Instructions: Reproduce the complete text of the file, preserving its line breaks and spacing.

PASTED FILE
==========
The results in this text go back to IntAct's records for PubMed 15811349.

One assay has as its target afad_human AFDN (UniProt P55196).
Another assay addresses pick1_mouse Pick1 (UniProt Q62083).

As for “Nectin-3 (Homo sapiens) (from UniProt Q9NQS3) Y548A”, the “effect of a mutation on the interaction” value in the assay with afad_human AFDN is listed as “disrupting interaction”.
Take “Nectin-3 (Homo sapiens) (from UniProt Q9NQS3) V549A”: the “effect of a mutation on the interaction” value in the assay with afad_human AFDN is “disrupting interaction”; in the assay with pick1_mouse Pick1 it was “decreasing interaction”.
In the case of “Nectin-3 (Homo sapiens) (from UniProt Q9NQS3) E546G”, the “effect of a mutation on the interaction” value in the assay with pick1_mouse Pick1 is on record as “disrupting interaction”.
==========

The results in this text go back to IntAct's records for PubMed 15811349.

One assay has as its target afad_human AFDN (UniProt P55196).
Another assay addresses pick1_mouse Pick1 (UniProt Q62083).

As for “Nectin-3 (Homo sapiens) (from UniProt Q9NQS3) Y548A”, the “effect of a mutation on the interaction” value in the assay with afad_human AFDN is listed as “disrupting interaction”.
Take “Nectin-3 (Homo sapiens) (from UniProt Q9NQS3) V549A”: the “effect of a mutation on the interaction” value in the assay with afad_human AFDN is “disrupting interaction”; in the assay with pick1_mouse Pick1 it was “decreasing interaction”.
In the case of “Nectin-3 (Homo sapiens) (from UniProt Q9NQS3) E546G”, the “effect of a mutation on the interaction” value in the assay with pick1_mouse Pick1 is on record as “disrupting interaction”.